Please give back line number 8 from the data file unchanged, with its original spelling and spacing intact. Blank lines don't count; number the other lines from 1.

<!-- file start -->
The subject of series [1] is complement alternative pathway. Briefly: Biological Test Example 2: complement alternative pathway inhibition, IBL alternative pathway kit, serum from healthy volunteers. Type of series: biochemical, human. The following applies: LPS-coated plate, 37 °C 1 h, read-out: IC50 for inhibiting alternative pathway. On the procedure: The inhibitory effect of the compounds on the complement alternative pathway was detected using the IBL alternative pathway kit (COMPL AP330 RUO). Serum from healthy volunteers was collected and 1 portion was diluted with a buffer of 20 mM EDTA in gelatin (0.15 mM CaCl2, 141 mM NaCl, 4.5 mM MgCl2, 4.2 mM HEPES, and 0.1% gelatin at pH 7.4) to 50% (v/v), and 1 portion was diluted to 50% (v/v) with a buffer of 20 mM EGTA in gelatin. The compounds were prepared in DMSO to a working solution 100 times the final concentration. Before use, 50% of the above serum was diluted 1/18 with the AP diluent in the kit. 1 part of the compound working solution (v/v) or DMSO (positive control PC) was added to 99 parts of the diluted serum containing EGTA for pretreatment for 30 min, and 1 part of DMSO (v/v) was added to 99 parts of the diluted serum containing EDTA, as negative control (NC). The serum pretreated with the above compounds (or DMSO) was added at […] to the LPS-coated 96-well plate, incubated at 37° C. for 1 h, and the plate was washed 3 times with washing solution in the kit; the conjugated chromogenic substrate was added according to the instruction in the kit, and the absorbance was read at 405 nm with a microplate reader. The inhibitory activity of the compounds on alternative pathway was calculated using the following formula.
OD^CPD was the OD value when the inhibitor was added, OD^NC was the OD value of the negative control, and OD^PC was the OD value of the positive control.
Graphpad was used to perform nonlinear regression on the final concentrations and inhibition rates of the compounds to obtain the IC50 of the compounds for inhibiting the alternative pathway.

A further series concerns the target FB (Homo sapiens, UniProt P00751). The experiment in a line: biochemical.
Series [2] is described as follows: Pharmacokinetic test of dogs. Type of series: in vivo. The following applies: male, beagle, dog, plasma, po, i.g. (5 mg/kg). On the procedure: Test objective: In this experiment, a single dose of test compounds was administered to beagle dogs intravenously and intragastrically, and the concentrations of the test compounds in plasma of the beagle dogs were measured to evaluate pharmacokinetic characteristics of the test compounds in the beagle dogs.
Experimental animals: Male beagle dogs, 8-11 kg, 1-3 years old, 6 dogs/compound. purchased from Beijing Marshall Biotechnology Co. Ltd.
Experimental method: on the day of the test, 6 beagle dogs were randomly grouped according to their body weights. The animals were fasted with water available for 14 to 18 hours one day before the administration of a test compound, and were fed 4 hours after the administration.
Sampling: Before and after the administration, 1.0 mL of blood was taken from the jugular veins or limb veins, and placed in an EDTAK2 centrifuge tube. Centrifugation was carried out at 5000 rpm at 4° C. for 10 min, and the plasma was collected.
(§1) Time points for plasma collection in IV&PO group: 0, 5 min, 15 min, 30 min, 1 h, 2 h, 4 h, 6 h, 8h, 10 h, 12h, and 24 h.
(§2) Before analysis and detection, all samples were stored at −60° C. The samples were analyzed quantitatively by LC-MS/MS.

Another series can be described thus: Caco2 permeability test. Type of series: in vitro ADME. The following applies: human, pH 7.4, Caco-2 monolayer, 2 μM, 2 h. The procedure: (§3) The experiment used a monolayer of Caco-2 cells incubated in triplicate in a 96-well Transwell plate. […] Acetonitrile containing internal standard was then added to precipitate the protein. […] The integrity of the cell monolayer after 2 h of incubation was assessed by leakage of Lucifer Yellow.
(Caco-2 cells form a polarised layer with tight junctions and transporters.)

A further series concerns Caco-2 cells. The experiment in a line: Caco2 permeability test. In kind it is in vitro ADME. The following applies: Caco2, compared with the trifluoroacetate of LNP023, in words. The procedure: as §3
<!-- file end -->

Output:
Sampling: Before and after the administration, 1.0 mL of blood was taken from the jugular veins or limb veins, and placed in an EDTAK2 centrifuge tube. Centrifugation was carried out at 5000 rpm at 4° C. for 10 min, and the plasma was collected.